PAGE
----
Chef and owner Chris Wilcox wrote in an Instagram post that the restaurant would close. “I cannot begin to express the sadness I feel as I write this. The last four years of my life have been wholly dedicated to Judy Gibson. We opened on March 4th of 2020 and were forced to close ten days later because of the global pandemic,” the Instagram post said. “We lost 80% of our operating capital in those first four months. Once we were able to open again for outdoor dining we saw a strong surge in revenue and had a great summer to help keep us pushing through.”


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A post shared by Judy Gibson (@judygibson_me)

The post went on to say that while business had picked up this year, it was not enough to keep it going. Wilcox said in the post that he made the decision to close this month to ensure he could pay its staff and vendors in full, and would reimburse all gift cards with remaining balances.

“We did not receive any large federal financial assistance and have been riding the highs and lows of seasonality in Maine ever since. We’ve fried chicken and made corndogs to allow for Judy Gibson to continue as we always wanted to be,” the post continued. “This past summer was good, but not good enough to sustain us through the slower months of winter.”



Friars’ Brewhouse Tap Room, run by the Franciscans of Bucksport, closed permanently this week after one of its founders died.

The closure was announced in a post on the Friars’ Brewhouse Facebook page on Thursday. According to the post, one of the Franciscans filed a missing person report with the Bucksport police on Nov. 1. That afternoon, police informed the brothers at the friary that they found Brother Donald Paul Martel dead in his car, which was parked at the Jacob Buck Pond Boat Launch. Police said Martel had apparently died the day before. He was 66.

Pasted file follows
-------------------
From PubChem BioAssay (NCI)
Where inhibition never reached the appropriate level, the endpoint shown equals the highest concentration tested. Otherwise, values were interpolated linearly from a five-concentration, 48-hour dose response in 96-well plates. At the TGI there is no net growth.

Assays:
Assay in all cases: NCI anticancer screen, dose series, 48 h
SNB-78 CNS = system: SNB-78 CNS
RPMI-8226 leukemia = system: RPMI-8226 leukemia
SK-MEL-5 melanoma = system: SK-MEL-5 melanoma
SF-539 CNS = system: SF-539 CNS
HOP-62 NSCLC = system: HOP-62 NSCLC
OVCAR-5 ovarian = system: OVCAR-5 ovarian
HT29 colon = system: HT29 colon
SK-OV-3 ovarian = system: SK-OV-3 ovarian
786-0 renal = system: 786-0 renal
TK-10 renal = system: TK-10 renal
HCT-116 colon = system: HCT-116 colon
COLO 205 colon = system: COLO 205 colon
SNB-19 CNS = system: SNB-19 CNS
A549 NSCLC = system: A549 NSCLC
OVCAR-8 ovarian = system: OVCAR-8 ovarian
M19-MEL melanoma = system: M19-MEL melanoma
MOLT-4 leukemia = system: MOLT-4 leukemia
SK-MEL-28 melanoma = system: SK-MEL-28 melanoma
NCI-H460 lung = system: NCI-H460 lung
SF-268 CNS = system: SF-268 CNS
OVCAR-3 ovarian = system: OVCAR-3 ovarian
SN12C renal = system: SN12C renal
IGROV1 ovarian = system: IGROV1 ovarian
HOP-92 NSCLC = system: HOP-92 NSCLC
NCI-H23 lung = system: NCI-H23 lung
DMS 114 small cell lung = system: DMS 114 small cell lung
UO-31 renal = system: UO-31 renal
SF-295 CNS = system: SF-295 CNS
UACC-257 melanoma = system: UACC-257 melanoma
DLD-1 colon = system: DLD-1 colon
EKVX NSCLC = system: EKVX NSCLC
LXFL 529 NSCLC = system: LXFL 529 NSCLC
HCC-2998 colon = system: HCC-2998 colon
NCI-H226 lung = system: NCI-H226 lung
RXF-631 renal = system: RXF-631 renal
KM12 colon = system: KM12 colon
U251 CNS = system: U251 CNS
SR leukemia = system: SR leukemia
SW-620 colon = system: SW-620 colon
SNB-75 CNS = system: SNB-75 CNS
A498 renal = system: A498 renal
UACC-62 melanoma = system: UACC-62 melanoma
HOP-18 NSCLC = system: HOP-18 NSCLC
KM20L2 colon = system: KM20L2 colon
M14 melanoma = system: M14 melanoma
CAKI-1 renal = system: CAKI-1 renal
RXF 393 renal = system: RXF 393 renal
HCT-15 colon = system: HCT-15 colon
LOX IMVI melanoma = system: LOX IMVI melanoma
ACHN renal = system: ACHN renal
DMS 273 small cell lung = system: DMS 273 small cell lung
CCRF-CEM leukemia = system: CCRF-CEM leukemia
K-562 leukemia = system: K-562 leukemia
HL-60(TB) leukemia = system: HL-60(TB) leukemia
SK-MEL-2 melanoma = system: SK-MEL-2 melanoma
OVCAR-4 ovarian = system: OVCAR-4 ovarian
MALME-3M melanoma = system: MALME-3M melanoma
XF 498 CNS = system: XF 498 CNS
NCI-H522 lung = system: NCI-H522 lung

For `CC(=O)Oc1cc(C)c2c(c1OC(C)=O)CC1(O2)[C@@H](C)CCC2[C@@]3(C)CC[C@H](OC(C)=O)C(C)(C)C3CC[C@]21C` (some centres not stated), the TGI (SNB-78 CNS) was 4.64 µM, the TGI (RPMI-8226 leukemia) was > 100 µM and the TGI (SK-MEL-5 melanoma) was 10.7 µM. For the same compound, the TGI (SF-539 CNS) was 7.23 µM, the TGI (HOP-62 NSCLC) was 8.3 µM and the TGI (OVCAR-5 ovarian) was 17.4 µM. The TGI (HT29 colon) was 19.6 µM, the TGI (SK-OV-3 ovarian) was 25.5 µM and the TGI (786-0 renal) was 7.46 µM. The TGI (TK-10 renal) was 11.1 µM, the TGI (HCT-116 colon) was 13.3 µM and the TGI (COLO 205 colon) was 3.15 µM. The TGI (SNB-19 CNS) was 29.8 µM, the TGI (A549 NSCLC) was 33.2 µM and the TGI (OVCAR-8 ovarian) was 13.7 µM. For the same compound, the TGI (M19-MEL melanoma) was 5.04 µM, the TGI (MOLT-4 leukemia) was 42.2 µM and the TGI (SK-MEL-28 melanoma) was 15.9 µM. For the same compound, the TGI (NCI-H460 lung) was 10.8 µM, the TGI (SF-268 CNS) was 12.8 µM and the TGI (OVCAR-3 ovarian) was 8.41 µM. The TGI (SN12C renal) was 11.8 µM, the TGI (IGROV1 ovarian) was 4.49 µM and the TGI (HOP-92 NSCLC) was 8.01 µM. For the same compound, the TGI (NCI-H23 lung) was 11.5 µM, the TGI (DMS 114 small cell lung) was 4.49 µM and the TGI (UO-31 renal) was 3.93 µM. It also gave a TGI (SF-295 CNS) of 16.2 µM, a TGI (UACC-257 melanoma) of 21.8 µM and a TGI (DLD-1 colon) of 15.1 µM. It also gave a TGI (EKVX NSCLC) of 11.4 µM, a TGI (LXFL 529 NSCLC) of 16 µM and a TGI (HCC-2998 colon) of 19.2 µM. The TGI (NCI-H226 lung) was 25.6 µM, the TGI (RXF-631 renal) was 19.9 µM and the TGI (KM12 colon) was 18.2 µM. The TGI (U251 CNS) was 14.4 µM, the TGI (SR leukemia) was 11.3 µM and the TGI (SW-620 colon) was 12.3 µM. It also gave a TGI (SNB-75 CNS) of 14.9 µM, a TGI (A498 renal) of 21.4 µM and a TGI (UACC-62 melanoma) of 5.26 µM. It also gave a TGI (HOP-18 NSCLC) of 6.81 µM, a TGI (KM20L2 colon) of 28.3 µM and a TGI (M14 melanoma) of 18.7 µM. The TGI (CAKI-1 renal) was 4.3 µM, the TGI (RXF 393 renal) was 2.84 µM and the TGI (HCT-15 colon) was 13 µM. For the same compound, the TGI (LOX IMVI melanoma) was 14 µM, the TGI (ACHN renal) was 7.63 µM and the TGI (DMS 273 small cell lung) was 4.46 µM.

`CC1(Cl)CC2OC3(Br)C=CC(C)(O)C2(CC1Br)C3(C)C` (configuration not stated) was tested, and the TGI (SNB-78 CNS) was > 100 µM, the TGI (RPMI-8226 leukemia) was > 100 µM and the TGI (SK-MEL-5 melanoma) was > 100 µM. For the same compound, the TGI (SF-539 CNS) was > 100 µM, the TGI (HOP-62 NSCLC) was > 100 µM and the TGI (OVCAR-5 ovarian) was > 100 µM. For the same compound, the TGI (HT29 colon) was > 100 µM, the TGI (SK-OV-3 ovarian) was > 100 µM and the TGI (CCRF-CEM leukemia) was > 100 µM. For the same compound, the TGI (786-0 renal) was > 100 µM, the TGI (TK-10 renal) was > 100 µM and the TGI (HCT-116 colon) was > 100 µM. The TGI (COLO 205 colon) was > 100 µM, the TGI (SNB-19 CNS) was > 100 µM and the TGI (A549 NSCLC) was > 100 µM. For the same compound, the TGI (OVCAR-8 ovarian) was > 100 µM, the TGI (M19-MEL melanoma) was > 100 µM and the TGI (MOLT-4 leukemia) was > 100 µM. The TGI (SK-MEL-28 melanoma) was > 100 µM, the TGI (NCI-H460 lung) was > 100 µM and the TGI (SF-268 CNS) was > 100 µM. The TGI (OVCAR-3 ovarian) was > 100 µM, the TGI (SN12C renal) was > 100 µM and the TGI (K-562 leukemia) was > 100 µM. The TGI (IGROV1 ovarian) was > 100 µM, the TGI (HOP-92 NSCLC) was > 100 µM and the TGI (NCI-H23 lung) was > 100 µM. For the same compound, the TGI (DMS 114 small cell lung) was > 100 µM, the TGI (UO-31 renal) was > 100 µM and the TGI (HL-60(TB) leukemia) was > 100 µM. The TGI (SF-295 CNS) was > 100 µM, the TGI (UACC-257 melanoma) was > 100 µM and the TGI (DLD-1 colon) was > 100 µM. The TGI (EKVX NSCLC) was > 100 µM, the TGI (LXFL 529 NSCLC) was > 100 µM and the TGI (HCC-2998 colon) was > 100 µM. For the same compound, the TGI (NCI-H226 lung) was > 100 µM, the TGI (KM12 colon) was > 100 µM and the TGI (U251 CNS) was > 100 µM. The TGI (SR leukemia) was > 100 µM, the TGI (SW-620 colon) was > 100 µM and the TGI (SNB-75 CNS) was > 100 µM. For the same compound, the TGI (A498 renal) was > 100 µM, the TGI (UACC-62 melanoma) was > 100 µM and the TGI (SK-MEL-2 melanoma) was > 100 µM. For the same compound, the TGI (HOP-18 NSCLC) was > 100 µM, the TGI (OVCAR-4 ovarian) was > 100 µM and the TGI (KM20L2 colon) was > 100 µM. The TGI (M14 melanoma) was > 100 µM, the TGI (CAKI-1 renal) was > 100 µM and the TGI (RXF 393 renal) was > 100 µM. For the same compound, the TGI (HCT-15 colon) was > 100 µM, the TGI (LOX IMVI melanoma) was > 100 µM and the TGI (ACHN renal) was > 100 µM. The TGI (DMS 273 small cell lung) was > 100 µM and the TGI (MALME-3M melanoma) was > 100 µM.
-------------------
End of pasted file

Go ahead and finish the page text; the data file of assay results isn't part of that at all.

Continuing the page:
The Facebook post noted that the brothers had posted a “permanently closed” sign in the window of the tap room.

“We thank all of our patrons and friends who have supported our endeavors over the years,” the social media post said. “The stark reality is that … now that the taproom is closed our income has ended with it. We really could use your assistance. If anyone could commit to making a monthly contribution in any amount to help support Brother Kenneth and Brother Stephen it would be greatly appreciated.”

As of Tuesday afternoon, a GoFundMe page the friary set up for donations had raised almost $8,000 toward a $50,000 goal.

The friars first opened the tap room in 2018. According to the Bangor Daily News, Martel had grappled with health issues in the last few years, and underwent a quadruple bypass in 2019 that forced the tap room to close for three months.



Cherished Possessions Pub is slated to open in Allen’s Corner in Portland this month, according to an announcement on the website of the consignment store. Sam Eakin, owner of the longtime North Deering consignment shop, has partnered with Bayou Kitchen to open the pub and diner in a space adjacent to the store. “Check out our great new inventories with great food and fun!” the website suggested. Eakin could not be reached Tuesday for an update on the project.


A portion of all sales at Luke’s Lobster Portland on Tuesday will be donated to the Maine Community Foundation’s Lewiston Area Response Fund, to help those affected by the mass shooting, and to the St. George Community Development Organization’s Port Clyde Strong Fund to help businesses affected by the fire on the Port Clyde waterfront in September.

Food Writer Tim Cebula and Assistant Web Editor Amber Carter contributed to this column.